The Standards Organisation of Nigeria (SON) said it would continue to intensify the fight against “cutting corners ” by local manufacturers in quality assurance of products sent into the market.
The Director General of SON, Osita Aboloma, gave the warning at the launching of Standards Club in Primary and Secondary Schools in Osogbo, the Osun State capital.
Represented by Oluremi Ayeni, the SON DG explained that showing commitment to quality would make local products acceptable in the international market.
Aboloma who noted that SON was working tirelessly to use standards to improve the quality of life in the country, said the organisation would continue to prevent the market from substandard goods.
“Without standards, we cannot be competitive in at the international markets, he said”.
Speaking at the inauguration of the standard club in schools, Aboloma said the club was aimed at inculcating quality culture in children.
He said standards Club in primary and secondary schools would create a great army that would propagate the gospel of standardisation.
“Propagating standards ideals and principles in schools will help to create awareness about zero tolerance to substandard products in no small way”.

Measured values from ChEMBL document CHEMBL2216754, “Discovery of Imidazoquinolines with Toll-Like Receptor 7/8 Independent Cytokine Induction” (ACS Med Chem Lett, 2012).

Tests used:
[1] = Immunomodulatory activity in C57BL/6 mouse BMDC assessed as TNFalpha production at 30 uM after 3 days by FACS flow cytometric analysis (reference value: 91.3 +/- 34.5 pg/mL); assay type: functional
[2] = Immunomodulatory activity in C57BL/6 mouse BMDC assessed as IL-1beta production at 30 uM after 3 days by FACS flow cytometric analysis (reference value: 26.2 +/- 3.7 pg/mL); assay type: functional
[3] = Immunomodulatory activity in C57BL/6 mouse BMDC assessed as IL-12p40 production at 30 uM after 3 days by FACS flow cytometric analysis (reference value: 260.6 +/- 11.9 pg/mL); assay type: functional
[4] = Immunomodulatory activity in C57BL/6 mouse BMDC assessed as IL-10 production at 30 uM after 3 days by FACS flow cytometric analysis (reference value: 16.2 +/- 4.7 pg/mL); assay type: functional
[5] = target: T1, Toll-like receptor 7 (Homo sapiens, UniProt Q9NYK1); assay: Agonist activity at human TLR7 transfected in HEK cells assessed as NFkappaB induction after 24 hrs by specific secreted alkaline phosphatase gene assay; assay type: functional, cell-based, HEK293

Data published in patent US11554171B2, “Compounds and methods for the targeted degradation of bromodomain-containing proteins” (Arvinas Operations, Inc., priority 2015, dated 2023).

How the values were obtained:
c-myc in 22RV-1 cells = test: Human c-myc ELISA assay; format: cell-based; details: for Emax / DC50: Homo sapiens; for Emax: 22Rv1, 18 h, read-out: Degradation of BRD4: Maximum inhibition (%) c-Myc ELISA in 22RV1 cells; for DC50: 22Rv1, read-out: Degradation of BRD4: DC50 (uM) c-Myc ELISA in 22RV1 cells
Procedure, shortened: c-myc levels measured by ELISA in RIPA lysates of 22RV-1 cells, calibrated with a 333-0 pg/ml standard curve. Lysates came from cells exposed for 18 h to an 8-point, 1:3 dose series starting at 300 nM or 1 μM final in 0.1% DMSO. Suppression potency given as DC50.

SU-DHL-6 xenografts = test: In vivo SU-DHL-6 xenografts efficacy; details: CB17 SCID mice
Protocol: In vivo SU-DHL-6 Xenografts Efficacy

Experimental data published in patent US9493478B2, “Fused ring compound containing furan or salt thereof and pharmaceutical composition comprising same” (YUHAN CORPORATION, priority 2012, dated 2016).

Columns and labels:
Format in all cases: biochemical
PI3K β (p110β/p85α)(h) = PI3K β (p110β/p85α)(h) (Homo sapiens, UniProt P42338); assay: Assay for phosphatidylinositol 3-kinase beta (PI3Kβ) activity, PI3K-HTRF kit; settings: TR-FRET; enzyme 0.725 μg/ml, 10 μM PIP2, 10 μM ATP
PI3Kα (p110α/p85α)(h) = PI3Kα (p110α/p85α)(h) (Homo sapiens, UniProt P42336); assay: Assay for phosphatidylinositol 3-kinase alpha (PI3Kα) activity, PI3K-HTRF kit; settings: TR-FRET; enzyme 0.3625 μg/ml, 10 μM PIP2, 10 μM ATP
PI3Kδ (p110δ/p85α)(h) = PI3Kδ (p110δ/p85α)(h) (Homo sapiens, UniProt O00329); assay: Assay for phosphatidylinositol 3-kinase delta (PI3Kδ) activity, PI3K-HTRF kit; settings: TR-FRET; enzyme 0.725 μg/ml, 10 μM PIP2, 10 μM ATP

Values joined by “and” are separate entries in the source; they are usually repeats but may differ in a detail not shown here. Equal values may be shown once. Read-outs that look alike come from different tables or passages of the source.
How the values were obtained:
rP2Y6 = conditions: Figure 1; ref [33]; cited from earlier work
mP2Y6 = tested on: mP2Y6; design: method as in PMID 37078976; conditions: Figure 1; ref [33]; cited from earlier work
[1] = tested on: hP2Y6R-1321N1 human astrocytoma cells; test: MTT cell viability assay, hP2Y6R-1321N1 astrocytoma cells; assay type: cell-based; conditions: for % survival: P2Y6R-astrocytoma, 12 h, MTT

In her remarks, the SON Regional Coordinator, South-West, Mrs Oyenike Owoyele, said that when the principles of standardisation were applied and written on the minds of the young ones, it would stick to them for life.
Owoyele said living according to acceptable societal norms and principles would create a healthy environment and economy.
Earlier in his remarks, the SON state coordinator, Mr Sunday Badewole, said standards club in schools is the best way to catch them young and raise advocators and vanguards of standards for the future.
“When this is achieved, the much needed socio-economic change required to secure the future of Nigeria would have been achieved for Nigeria by SON.”
In his remarks, the State Commissioner for Education, Mr Wasiu Omotunde-Young, said the inauguration of the club would inculcate the mindset of quality assurance in children at a tender age.